Whole wheat flour is made with the bran and the germ of the wheat kernel, not just the endosperm. (Tehe! Sperm!) "Whole" wheat, as in made with the whole kernel. Hey, clever! It has a high protein content. It's healthy, but makes kinda lame bread, because it doesn't like rising. You can generally use whole wheat flour in any bread recipe that calls for all purpose, but only substitute half so it will actually rise.

White whole wheat flour is just like normal whole wheat flour, except it's made with white wheat rather than red wheat. It has basically all the health benefits of whole wheat without tasting as healthy.

Yes, there's a million more, like rice flour and corn flour and soy flour and junk, but flour's kinda boring, and I got all the info I need! Speaking of needing...


Kneading sucks. Just in case you were wondering. Kneading is pinching and pulling and stretching the dough, so the gluten in the flour can elasticize, and form into long chains. This gives your bread a springy texture. I don't really get it either, don't worry, but I think that's maybe why gluten free bread is super gross. Anyway, kneading is good, it makes happy bread. Yes, your dough will eventually get elasticy, just keep kneading! It's a good arm workout!

There are two alternatives to the kneading marathon. One is to use a stand mixer. This lovely article explains how (yes, there is a trick to it, just like everything in bread making apparently!)I've never gotten it to work, so I can't tell you any more than the article, because I don't actually have a stand mixer. The second alternative is to make a no-knead bread. Gluten is happy either if you knead it, or let it rise for a reeeally long time. Like, overnight at least. I've seen a recipe that tells you to let it rise in the fridge for up to two weeks. 

But my no-knead dough is super super sticky! AAAHH! Chill out. Sticky is good, it means your bread will have bigger holes and a better flavor. Don't freak out and add more flour, you're not planing on kneading it anyway, who cares if it's sticky!


Letting your dough rise is just letting the yeast do it's thing. It's what really makes bread happy. It needs to be nice and warm, and it does need to actually double. But my apartment's really cold, can I just make one of my guy friends hold it for an hour? Guys are like space heaters! Nope, doesn't work. I've tried.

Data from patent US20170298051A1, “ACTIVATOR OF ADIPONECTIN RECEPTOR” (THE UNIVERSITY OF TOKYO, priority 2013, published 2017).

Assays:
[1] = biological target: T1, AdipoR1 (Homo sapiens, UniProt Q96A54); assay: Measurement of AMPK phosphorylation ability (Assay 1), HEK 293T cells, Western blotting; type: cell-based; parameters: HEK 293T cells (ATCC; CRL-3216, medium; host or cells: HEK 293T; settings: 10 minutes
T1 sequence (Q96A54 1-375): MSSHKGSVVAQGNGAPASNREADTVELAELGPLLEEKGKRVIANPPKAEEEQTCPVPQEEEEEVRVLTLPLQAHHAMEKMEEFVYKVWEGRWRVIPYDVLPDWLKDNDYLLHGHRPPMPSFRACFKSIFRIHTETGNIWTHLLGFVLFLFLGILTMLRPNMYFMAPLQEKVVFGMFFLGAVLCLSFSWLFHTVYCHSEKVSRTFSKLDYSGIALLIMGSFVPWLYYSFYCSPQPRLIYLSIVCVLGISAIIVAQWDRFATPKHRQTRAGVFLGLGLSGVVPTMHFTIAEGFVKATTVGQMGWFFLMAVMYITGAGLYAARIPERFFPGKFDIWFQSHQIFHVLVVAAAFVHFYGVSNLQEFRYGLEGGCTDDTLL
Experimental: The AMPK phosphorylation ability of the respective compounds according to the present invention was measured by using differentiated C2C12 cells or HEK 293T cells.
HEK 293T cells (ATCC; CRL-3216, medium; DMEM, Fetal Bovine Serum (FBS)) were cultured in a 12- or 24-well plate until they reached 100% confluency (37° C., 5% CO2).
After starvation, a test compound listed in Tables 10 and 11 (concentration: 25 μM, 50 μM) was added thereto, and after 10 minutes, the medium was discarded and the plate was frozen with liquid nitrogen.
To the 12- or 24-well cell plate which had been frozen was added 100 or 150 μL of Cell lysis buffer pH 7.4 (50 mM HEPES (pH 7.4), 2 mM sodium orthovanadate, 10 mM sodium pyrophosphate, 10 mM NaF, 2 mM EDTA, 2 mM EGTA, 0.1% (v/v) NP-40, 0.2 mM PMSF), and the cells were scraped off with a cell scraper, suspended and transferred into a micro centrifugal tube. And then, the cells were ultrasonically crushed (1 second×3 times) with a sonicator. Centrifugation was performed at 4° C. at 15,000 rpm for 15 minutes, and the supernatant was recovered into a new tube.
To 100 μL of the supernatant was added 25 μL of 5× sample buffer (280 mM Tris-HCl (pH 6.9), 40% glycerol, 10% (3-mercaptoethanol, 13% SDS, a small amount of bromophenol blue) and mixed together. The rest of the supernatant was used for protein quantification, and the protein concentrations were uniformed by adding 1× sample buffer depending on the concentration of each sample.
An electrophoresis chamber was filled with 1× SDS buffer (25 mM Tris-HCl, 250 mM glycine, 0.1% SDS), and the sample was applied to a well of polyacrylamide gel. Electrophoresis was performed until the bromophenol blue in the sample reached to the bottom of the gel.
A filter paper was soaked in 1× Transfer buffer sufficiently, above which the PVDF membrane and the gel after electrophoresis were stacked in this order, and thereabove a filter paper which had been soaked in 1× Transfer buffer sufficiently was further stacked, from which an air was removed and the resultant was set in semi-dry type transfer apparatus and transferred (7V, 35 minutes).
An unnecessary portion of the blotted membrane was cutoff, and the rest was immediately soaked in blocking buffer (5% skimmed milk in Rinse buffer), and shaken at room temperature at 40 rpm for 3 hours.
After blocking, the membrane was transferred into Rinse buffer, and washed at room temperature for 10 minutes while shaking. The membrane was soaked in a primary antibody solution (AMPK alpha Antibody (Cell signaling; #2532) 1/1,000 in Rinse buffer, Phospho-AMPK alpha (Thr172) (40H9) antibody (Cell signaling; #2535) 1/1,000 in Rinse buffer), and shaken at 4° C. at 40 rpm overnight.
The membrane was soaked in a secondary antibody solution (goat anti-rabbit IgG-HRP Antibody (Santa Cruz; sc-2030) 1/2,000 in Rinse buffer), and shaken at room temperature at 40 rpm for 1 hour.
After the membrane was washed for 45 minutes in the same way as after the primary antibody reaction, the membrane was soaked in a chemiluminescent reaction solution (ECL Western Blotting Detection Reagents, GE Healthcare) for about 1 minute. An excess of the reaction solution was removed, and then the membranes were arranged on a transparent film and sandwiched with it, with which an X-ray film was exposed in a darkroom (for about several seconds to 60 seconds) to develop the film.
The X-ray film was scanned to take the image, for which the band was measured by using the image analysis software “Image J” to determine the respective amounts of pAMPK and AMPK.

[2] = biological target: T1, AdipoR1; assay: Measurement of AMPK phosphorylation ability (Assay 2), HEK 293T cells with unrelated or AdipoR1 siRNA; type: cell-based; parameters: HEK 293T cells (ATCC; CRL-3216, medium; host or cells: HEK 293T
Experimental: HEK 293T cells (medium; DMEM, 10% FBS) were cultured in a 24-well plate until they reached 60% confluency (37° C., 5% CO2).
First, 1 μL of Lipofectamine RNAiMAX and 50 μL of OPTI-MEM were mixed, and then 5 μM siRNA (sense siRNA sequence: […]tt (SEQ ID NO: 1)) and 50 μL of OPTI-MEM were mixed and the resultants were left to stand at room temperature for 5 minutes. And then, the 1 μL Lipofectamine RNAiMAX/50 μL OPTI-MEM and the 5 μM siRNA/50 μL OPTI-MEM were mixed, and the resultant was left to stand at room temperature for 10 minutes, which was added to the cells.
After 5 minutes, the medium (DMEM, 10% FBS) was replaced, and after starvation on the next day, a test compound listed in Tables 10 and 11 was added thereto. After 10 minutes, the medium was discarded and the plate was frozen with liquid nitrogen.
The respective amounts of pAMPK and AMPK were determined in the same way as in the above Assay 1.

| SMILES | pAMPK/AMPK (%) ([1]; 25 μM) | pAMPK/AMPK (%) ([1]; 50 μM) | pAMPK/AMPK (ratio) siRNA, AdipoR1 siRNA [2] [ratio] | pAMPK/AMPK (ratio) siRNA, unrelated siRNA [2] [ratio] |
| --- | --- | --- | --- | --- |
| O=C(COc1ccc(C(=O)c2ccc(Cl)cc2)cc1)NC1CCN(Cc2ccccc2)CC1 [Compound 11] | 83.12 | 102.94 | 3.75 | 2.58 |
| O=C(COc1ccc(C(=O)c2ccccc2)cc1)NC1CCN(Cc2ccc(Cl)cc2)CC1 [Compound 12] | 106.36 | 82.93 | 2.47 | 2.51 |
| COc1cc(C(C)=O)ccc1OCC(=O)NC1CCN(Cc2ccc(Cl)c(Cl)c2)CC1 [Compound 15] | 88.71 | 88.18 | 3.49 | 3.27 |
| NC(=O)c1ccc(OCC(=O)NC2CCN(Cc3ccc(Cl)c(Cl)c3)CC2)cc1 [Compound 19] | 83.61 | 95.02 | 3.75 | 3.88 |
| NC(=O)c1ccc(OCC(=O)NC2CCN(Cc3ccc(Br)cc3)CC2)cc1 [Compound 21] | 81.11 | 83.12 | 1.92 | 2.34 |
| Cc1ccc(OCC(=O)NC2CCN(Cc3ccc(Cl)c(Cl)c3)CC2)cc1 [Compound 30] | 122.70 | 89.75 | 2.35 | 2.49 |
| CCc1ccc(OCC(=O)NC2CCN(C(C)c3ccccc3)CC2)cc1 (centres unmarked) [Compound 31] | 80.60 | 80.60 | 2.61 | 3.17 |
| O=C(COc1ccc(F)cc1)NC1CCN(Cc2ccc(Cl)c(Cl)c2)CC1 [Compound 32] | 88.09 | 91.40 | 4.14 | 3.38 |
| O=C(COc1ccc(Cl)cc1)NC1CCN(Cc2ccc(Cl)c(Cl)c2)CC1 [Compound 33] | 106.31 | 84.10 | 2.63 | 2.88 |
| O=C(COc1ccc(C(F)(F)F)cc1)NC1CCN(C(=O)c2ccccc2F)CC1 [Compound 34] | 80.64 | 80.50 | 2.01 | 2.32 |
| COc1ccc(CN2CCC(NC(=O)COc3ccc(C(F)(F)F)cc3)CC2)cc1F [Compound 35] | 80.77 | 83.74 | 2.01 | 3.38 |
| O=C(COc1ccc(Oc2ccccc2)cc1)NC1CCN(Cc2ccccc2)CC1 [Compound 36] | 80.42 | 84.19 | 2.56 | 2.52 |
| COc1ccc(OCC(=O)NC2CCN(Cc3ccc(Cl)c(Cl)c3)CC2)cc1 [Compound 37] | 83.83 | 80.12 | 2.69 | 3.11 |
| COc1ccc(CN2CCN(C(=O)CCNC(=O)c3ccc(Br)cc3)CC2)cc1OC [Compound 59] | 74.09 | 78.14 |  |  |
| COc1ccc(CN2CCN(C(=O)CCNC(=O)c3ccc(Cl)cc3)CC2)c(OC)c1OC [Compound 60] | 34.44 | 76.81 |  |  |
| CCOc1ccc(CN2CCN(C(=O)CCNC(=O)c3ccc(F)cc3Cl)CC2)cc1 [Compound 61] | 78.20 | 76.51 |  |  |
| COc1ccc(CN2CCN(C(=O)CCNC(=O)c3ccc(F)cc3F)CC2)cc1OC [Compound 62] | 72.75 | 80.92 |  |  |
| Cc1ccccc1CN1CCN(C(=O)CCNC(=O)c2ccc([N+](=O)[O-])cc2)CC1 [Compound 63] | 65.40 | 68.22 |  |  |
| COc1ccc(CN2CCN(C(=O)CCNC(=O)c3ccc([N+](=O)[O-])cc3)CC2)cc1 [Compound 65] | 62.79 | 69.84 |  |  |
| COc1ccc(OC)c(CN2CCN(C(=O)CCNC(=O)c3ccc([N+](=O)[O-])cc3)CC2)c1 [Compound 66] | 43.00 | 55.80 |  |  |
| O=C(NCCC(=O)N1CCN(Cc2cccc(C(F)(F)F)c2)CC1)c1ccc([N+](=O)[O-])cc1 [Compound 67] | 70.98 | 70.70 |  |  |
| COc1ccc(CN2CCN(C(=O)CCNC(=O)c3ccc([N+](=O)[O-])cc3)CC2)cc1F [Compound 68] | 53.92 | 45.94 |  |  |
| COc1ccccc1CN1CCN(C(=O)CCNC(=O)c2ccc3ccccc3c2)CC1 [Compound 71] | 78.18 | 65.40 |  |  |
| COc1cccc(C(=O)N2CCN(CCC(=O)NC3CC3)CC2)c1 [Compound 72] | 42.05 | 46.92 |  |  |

Here's my latest trick I've discovered: turn the oven on the lowest setting for a minute or two, just so that it's nice and cozy in there, but not boiling hot. Turn the oven off, and pop in your covered bowl of dough. Now triple check that you actually turned the oven off, and you're good to go!


There are two things that can effect your crust once everything's mixed up; the temperature of the oven, and moisture. Temperature scares me, I'm not messing with that, stick to the recipe. Moisture on the other hand, we can change. Adding moisture to the crust makes it crunchier. We can do this by one, adding a pan of water under the bread as it bakes, the water will evaporate and get into your crust, or two, spray your crust a couple times with a spray bottle during the first few minutes of baking. I don't like super crunchy crusts so I can't tell you much, but if you're looking for more crunchyness, have at it.

Then there's those artsy little slices in fancy-pants bread. Those aren't just for looks, they're to let gasses out of the dough as it bakes, and to prevent your loaf from getting deformed. Cut them with a razor blade or a very very very sharp knife so the dough slices evenly, rather than drags with your knife.

So there you go, Jackie's bread baking for dummies, written by...erm...a bread baking dummy! Trust me, there will be PLENTY more bread to come, and I can only guess there will be more learning on the way! (Yeah, I'm cheesy, so what??)

Information lovingly stolen from:
Live Laugh Eat
Breads, by Time-Life Books
Practical Baking, by William J. Sultan
Bread, by Sarah Morgan
and Wikipedia


  1. YAY! I'm glad you found Allie's stuff at LLE helpful! One of my fav blogs - and I met her in person and she's super sweet!